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Hartford Courant, November 12, 1919





Conn. Light & Power Co. Plans to

Close Gates this week, Flooding

Ten Miles of Housatonic Valley –

Coal Barely held out.



Its massive quarter-mile dam practically complete after a tremendous effort of two year, the Connecticut Light and Power Company plans, before the end of the present week, to close the gates that will pond 1,500,000,000 cubic feet of water in a 1,500 acre Housatonic Valley basin behind the biggest structure of its kind in the state and one of the biggest in the East, providing the last litigation over property in the basin is cleared up by that time.  The towns of Oxford, New Haven County and Monroe, Fairfield County, were connected yesterday when the wide concrete bridge over the top of the dam was thrown open to the public, taking the place of the older and far smaller bridges in the area that is to be flooded.


That the great dam was completed in the nick of time was indicated by a statement of Vice-President J. Henry Roraback that barely forty days’ supply of coal remained in the possession of the company, and no further shipments were in sight for the generation of electricity at the Waterbury plant of the corporation.  Had the completion of the dam come a week or ten days later, Waterbury and New Britain and many other municipalities in the state would have been without electricity by Christmas, assuming that the coal situation should not be adjusted by that time.


Not only will the dam be capable of taking over the production of the Waterbury plant, but also of generating much greater power, the total voltage being 66,000 and the horsepower 40,000.


Even though the dam is close and the vast accumulation of water started behind it, generation of electricity cannot be started until considerable preliminary work has been done, for which the water pressure is required, as bearings and other equipment first be tried out and the machinery thoroughly tested.  This, with the finishing touches on the dam, will require about a month, thus allowing a margin of but a few days before the Waterbury plant exhausts its supply of fuel.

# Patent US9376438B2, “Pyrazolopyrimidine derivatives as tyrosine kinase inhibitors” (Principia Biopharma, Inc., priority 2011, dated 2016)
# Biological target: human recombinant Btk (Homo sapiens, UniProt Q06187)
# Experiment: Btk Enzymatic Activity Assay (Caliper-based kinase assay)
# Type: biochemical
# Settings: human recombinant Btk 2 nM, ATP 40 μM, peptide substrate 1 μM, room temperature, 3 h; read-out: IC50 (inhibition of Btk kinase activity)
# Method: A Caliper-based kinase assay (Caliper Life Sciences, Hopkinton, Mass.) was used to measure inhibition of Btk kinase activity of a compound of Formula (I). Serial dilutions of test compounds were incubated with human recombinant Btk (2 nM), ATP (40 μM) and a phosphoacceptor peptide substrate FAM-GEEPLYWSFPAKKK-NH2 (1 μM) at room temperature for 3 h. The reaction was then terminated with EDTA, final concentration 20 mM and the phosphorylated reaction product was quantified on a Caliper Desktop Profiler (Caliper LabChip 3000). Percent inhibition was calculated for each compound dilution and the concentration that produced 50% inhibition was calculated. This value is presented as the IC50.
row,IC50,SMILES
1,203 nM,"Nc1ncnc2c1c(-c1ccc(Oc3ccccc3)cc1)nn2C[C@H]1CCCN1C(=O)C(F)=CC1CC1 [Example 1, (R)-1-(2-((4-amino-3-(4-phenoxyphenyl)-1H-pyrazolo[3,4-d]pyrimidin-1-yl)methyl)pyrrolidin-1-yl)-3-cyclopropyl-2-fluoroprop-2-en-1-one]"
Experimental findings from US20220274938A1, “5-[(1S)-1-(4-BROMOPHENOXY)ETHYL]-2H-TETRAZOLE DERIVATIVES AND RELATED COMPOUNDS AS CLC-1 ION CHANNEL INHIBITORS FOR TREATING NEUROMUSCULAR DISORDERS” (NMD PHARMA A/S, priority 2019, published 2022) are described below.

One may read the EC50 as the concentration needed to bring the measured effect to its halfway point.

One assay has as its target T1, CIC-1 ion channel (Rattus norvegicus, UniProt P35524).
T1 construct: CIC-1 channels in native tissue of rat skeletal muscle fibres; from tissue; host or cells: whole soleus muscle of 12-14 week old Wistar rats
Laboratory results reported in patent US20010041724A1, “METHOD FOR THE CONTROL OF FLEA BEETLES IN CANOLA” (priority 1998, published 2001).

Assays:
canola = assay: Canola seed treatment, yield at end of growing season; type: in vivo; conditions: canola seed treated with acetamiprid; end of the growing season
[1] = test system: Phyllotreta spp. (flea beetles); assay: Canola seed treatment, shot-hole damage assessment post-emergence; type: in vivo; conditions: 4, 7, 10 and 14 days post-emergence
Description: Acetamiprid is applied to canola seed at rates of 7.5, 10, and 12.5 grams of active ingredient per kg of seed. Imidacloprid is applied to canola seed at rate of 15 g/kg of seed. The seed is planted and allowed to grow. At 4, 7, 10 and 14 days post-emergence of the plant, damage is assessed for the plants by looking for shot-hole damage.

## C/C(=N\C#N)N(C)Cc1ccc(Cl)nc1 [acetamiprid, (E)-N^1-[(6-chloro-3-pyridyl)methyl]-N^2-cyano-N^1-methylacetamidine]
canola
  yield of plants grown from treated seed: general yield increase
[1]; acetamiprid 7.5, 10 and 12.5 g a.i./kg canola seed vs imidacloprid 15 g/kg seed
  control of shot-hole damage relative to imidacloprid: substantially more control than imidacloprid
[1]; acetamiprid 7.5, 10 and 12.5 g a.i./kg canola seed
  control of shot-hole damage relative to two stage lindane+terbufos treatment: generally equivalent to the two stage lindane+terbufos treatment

Activities at the dam were continued with renewed vigor when the coal strike began to loom up, and the last section has just been completed, thus finishing the dam proper.  It is to take over the responsibility of providing electricity for Waterbury, New Britain, Naugatuck, Beacon Falls, Seymour, Southington, Cheshire, Branford, Norwalk, Greenwich and smaller places.


When the dam is closed, places where schoolhouses, churches, dwelling houses and a cemetery once stood – whole communities, in fact – will be under fifty feet of water. The power company has already provided other buildings for those in the area to be flooded and the bodies in the cemetery were removed to another place several months ago.



(Special to The Courant.)

New Haven, Nov. 11


Judge Gardiner Greene today heard the beginning or arguments on the injunction proceedings brought by Nathan W, Hendryx of this city against the Connecticut Light & Power Company to prevent condemnation of a river road between Oxford and Southbury which will be submerged by the flooding a the Stevenson Dam.  Lawyer Henry Stoddard, for Mr. Hendryx made oral argument, and T.F. Carmody, for the power company, was about to reply when Judge Greene pointed out that there was no issue before the court. Recess was taken to allow Mr. Stoddard to submit a motion in writing.


By order of Judge Lucien F. Burpee of the Superior Court, the power company has deposited a check for $10,000 with the state treasurer for the river road, tem miles of which will be submerged, according to plans of the power company. By the same court order, the company delivered a bond to the secretary of state indemnifying the state and the towns of Oxford and Southbury from claims from damages arising from the discontinuance of the road.


Mr. Hendryx’s property is not on the river road, but in the vicinity. In accordance with an order of Judge Donald T. Warner, an appraisal of his property was recently made by a committee of the court, together with appraisals of other property affected.  Mr. Hendryx’s injunction is to prevent condemnation of the river road and presentation of the appraisal committee’s report.


Harrison Hewitt, of the committee to estimate damages, testified in court today that, while the committee had agreed on a method of award and had certain figures in mind, these had not been reduced to writing, nor had any recommendation for an award been publicly stated.



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